James Reimer's 94.2 percent clutch save percentage is among the very highest four-year totals, but he didn't make the clutch saves in last year's epic game seven meltdown. Three-time Stanley Cup winner Martin Brodeur was second-lowest in both clutch and close-range clutch save percentage (among goalies with at least 2000 shots faced).

There are a lot of results that look fishy, but we really ought to take a comprehensive look before we pass judgment. We'll look at whether close-range clutch save percentage over the first two years of our timespan does us any good when it comes to predicting how they'll do in the next two years:


If this stat were a good predictor of future performance, we'd see the dots falling on a diagonal line. Players who were bad in the first two years would be bad in the next two and fall in the bottom-left part of the plot; players who were good in the first two would be good in the next two and fall in the top-right.

Instead, we see a big blob; knowing a goalie's save percentage on close-range clutch shots in the first two years is essentially worthless as a predictor of how they'll do in the next two. Devan Dubnyk and Reimer were as far apart as you can get in the first two years and were separated by less than a single save over the next two.

I think we have to conclude that this stat isn't really of any use at all.

The post-mortem

I didn't bring this up just to tear down some random agent's misconception. The reason I thought this was worth writing about is that it relates to a couple of concepts that have been recurring themes with this blog.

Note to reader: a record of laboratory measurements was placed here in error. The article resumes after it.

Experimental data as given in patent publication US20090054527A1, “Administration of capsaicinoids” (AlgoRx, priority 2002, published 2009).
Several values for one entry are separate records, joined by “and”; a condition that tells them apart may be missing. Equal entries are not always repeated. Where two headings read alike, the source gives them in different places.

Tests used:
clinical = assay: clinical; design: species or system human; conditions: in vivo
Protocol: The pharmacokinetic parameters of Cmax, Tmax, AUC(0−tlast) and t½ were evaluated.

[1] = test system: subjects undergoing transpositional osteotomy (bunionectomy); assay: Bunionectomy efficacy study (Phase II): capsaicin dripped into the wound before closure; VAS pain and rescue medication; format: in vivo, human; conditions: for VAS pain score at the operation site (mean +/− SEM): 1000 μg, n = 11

1) Demand proof. Lots of things sound good on paper, but our intuition just isn't that great about these things. For any approach you might consider using in your evaluations -- including the ones you're long-accustomed to -- you should expect there to be evidence that it's a useful predictor of future outcomes.

2) Don't overlook random chance. Some people hate thinking about sports in these terms. But we all know that a guy who makes 50 percent of his free throws doesn't make exactly 50 percent in any given game. He'll make more some nights and fewer in others; the long-run average will be 50 percent, but over the short term there will be all kinds of unpredictable hot and cold streaks.

Some goalies might be more clutch than others. But in a world where the difference between an elite goalie and an average one is a few saves per thousand shots, there's no way we're going to tell the difference over the ~40-60 close-range clutch shots the average starter faces in a year.

Which brings us to Jay's other comment on the subject (and a third recurring theme of this blog):

Obviously there's a range of people in any population, but I'd argue that any stat guy worth his salt knows the weaknesses and limitations of his stats very very well. I don't understand why so many people assume the opposite to be true. Studying what the limitations are and finding ways to improve things is a big part of what we do.

After all, it wasn't a stat guy who declared that we should evaluate goalies primarily on save percentage on close-range shots in high-pressure situations.